“Employees should be reminded about new strict substantiation requirements for FSA reimbursements. Administrators are no longer allowed to rely on self-certification, waiver of substantiation of claims from favored providers, or not having to verify expenses below certain dollar amounts,” said JD Supra. “Plans that fail to substantiate all claims may be disqualified by the IRS, resulting in adverse tax consequences for the employer and all participating employees.”
- For FSAs, the employee contribution limit will increase by 5 percent – $150 – going from $3,050 to $3,200, reports HR Morning.
- There will also be an increase in the carryover limit from year to year, which is optional for employers. Carryover limits are going from $610 to $640 for the new year.
- In 2024, HSA contributions limits are set at $4,150 for individuals and $8,300 for families, a 7% increase from 2023, which had limits of $3,850 and $7,750 respectively.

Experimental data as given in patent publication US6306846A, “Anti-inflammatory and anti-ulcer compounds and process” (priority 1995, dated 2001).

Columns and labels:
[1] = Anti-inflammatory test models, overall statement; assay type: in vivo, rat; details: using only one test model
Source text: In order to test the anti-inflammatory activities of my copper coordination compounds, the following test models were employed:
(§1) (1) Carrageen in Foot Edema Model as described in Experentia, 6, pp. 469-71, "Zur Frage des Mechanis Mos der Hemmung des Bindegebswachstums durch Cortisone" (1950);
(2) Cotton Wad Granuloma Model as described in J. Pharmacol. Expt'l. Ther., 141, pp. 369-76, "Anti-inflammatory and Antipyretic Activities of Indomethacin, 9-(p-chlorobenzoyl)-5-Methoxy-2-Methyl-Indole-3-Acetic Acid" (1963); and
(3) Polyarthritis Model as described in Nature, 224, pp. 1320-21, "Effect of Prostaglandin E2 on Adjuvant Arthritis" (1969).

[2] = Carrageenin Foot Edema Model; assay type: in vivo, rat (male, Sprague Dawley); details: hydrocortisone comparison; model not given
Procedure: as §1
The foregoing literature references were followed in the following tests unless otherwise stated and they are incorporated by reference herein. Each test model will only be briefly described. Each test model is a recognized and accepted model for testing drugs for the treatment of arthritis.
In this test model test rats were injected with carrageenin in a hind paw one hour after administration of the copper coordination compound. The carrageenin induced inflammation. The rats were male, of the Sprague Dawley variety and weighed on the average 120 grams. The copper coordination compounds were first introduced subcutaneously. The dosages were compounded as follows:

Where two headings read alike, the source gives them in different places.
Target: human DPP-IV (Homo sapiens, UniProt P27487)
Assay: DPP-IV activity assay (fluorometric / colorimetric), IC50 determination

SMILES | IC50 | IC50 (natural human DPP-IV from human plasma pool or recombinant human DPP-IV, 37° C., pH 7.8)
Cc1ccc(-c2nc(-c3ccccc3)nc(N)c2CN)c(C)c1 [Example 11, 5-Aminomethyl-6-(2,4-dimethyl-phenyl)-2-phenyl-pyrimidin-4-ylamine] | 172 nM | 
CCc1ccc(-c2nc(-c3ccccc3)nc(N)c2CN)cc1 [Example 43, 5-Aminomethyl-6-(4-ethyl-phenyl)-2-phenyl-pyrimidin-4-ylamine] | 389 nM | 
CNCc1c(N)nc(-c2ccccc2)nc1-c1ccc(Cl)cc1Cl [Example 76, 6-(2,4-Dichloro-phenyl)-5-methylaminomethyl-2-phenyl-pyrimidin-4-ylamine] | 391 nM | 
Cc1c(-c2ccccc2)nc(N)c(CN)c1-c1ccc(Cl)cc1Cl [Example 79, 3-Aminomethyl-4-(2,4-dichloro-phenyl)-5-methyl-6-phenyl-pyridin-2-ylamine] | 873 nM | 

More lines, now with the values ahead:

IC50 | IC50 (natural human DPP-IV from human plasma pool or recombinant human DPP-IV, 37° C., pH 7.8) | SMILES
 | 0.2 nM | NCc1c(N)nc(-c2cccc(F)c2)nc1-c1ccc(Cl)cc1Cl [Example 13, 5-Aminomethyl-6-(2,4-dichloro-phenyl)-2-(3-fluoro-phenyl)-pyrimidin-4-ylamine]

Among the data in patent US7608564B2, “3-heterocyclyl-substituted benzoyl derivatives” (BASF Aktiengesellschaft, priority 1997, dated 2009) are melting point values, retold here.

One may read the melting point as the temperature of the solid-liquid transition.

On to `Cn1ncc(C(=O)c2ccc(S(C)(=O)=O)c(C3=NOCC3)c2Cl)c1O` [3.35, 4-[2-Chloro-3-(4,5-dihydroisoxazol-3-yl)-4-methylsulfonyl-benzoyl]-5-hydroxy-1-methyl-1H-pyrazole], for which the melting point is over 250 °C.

- Catch-up contribution limits will stay at $1,000.
Employers are required to provide certain annual notices to their employees, such as a summary of benefits and coverage (SBC) and a Marketplace Notice. These notices must be provided by certain deadlines each year.
JD Supra says employers should pay attention to the following annual notices:
- ACA Exchange Notice.
- ADA Wellness Program Notice (if a wellness plan includes medical exams or medical questionnaires).
- Children’s Health Insurance Program (CHIP) Notice.
- Grandfathered Plan Notice.
- HIPAA Notice of Privacy Practices (for self-insured health plans).
- HIPAA Special Enrollment Notice.
- Individual Coverage HRA (ICHRA).
- Initial COBRA Notice.